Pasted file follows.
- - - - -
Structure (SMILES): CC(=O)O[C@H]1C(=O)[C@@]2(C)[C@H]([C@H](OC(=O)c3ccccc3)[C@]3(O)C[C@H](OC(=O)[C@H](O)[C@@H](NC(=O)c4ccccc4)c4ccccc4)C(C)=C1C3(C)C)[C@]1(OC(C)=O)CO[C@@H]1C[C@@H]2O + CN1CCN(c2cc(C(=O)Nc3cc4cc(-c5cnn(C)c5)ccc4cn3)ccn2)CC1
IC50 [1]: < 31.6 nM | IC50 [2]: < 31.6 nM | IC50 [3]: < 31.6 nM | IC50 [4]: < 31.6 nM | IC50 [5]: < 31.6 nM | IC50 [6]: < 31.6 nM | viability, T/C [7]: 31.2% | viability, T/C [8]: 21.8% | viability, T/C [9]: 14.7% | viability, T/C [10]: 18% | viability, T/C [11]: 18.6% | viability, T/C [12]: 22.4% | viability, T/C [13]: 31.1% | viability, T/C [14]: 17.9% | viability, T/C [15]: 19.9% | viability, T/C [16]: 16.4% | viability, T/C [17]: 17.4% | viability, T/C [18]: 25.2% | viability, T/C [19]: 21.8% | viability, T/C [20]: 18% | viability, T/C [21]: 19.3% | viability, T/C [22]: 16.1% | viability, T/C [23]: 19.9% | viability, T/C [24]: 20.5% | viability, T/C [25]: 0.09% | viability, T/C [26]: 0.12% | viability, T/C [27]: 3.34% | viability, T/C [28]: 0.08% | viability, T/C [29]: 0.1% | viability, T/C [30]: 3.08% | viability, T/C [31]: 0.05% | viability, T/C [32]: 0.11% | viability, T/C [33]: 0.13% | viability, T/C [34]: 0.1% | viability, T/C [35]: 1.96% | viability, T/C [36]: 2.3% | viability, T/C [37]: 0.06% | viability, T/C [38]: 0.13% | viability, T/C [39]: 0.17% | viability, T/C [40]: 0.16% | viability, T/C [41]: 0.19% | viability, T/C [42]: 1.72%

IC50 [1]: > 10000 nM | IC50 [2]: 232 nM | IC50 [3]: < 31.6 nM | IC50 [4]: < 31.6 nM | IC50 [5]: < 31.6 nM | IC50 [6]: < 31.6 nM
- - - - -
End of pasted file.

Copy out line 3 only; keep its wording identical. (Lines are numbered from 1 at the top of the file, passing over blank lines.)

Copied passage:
IC50 [1]: > 10000 nM | IC50 [2]: 232 nM | IC50 [3]: < 31.6 nM | IC50 [4]: < 31.6 nM | IC50 [5]: < 31.6 nM | IC50 [6]: < 31.6 nM